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Let ‘R’ be a regular expression, then which of the following statements is/are TRUE for every 'R'?

S1: There exists 'S' which satisfies property R + S = S.
S2: There exists 'S' which satisfies property R.S = S

 

A) only S1 is true

B) only S2 is true

C) Both are true

D) Both are false

 

Please answer this with a suitable explanation.
asked in Theory of Computation by (39 points)   | 33 views
in general, only S1 is true because if you take S=(sigma)*, it will absorb all strings of R and will become S,

S2 is false because no matter what you choose S, string in R.S should always start with pattern of R.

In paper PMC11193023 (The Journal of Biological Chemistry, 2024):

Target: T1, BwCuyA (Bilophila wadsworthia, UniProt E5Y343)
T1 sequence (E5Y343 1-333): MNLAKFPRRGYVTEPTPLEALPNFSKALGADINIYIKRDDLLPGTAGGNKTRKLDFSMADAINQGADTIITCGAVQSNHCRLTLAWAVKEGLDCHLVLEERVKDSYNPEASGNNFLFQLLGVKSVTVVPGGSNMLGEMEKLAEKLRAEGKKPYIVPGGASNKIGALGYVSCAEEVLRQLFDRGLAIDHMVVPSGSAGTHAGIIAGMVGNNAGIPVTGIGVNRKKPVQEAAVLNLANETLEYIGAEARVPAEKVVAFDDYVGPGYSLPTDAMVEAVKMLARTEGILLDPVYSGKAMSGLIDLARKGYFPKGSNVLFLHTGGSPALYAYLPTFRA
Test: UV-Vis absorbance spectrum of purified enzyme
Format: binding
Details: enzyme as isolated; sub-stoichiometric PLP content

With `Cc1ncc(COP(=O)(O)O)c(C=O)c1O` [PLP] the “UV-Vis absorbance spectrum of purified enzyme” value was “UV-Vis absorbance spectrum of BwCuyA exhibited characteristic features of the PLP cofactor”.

but if R contain epsilon both will be true

1 Answer

+1 vote
S1: There exists 'S' which satisfies property R + S = S

Suppose R = anything and S = $(a+b)^{*}$, Then R+S = S

S2: There exists 'S' which satisfies property R.S = S

Suppose R = anything and S = $\varnothing$, Then R.S = S

So both S1 and S2 are true.
answered by Active (2k points)  
In the statement 1, since R is an regular expression, it can have '∅' as a value. Am I right?

So can we say that ∅ + S = S  (where S is any regular expression).

Is my understanding right?
yes, you can think in that way also.


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